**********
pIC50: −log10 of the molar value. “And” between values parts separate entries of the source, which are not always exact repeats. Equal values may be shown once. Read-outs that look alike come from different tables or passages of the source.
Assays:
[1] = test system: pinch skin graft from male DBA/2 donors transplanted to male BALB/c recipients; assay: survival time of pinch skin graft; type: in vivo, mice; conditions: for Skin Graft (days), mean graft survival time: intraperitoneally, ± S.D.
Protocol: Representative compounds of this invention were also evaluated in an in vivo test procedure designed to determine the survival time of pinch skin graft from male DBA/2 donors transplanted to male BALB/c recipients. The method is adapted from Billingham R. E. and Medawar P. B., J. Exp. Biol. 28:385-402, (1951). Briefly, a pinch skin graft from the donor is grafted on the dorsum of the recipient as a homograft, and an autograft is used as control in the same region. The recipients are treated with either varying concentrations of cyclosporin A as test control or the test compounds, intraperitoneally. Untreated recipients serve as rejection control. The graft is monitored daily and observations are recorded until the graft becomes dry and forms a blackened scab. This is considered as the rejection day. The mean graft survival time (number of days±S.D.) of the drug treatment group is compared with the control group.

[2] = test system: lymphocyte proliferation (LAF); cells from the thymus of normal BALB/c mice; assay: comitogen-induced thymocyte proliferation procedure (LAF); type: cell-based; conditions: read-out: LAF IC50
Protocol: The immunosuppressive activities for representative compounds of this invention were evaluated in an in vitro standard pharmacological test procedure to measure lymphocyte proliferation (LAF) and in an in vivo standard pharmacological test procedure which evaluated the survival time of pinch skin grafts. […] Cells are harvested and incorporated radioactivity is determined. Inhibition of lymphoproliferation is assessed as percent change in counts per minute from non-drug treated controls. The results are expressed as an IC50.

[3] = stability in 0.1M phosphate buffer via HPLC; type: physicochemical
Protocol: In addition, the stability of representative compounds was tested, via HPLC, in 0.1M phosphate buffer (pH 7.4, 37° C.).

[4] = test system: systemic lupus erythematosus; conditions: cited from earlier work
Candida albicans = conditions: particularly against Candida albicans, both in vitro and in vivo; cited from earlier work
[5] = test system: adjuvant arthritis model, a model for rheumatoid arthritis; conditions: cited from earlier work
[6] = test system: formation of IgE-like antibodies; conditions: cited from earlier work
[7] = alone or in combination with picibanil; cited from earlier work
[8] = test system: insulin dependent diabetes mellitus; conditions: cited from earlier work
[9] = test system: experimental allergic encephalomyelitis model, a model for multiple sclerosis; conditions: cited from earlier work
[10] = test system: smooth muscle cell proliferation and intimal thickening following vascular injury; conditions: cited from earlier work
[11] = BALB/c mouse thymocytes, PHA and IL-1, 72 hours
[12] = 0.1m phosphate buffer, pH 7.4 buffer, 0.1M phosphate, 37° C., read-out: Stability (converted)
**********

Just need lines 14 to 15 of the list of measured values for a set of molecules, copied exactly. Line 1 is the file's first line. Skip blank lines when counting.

[8] = test system: insulin dependent diabetes mellitus; conditions: cited from earlier work
[9] = test system: experimental allergic encephalomyelitis model, a model for multiple sclerosis; conditions: cited from earlier work